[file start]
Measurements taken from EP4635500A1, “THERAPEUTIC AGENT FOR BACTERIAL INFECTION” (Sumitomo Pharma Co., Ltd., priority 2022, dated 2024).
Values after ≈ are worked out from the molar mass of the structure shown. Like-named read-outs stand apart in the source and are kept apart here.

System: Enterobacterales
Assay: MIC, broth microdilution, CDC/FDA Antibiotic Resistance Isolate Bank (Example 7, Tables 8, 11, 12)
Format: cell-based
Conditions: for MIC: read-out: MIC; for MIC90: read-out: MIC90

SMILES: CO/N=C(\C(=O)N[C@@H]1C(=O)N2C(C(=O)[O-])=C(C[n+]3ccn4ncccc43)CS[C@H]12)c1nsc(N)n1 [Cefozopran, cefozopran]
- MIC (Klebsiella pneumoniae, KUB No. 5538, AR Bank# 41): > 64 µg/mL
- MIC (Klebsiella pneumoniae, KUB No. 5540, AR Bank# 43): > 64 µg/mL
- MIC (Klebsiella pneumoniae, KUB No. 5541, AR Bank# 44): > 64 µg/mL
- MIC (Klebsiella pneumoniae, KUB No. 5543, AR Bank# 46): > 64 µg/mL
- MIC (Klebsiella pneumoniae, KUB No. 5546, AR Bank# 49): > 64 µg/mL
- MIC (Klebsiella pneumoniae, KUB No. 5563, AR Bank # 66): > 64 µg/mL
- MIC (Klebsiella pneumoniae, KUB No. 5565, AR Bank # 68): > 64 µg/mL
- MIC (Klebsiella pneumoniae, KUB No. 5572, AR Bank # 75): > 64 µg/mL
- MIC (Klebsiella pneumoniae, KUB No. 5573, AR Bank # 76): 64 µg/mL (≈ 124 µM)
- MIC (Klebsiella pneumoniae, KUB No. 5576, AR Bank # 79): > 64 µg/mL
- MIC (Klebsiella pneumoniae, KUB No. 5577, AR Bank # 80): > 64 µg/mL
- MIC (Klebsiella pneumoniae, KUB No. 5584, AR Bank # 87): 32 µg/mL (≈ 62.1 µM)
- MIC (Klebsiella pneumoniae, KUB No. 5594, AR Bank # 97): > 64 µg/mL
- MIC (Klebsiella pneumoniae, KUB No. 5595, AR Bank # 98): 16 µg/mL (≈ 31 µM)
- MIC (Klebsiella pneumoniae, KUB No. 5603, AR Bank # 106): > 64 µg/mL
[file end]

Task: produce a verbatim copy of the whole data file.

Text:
Measurements taken from EP4635500A1, “THERAPEUTIC AGENT FOR BACTERIAL INFECTION” (Sumitomo Pharma Co., Ltd., priority 2022, dated 2024).
Values after ≈ are worked out from the molar mass of the structure shown. Like-named read-outs stand apart in the source and are kept apart here.

System: Enterobacterales
Assay: MIC, broth microdilution, CDC/FDA Antibiotic Resistance Isolate Bank (Example 7, Tables 8, 11, 12)
Format: cell-based
Conditions: for MIC: read-out: MIC; for MIC90: read-out: MIC90

SMILES: CO/N=C(\C(=O)N[C@@H]1C(=O)N2C(C(=O)[O-])=C(C[n+]3ccn4ncccc43)CS[C@H]12)c1nsc(N)n1 [Cefozopran, cefozopran]
- MIC (Klebsiella pneumoniae, KUB No. 5538, AR Bank# 41): > 64 µg/mL
- MIC (Klebsiella pneumoniae, KUB No. 5540, AR Bank# 43): > 64 µg/mL
- MIC (Klebsiella pneumoniae, KUB No. 5541, AR Bank# 44): > 64 µg/mL
- MIC (Klebsiella pneumoniae, KUB No. 5543, AR Bank# 46): > 64 µg/mL
- MIC (Klebsiella pneumoniae, KUB No. 5546, AR Bank# 49): > 64 µg/mL
- MIC (Klebsiella pneumoniae, KUB No. 5563, AR Bank # 66): > 64 µg/mL
- MIC (Klebsiella pneumoniae, KUB No. 5565, AR Bank # 68): > 64 µg/mL
- MIC (Klebsiella pneumoniae, KUB No. 5572, AR Bank # 75): > 64 µg/mL
- MIC (Klebsiella pneumoniae, KUB No. 5573, AR Bank # 76): 64 µg/mL (≈ 124 µM)
- MIC (Klebsiella pneumoniae, KUB No. 5576, AR Bank # 79): > 64 µg/mL
- MIC (Klebsiella pneumoniae, KUB No. 5577, AR Bank # 80): > 64 µg/mL
- MIC (Klebsiella pneumoniae, KUB No. 5584, AR Bank # 87): 32 µg/mL (≈ 62.1 µM)
- MIC (Klebsiella pneumoniae, KUB No. 5594, AR Bank # 97): > 64 µg/mL
- MIC (Klebsiella pneumoniae, KUB No. 5595, AR Bank # 98): 16 µg/mL (≈ 31 µM)
- MIC (Klebsiella pneumoniae, KUB No. 5603, AR Bank # 106): > 64 µg/mL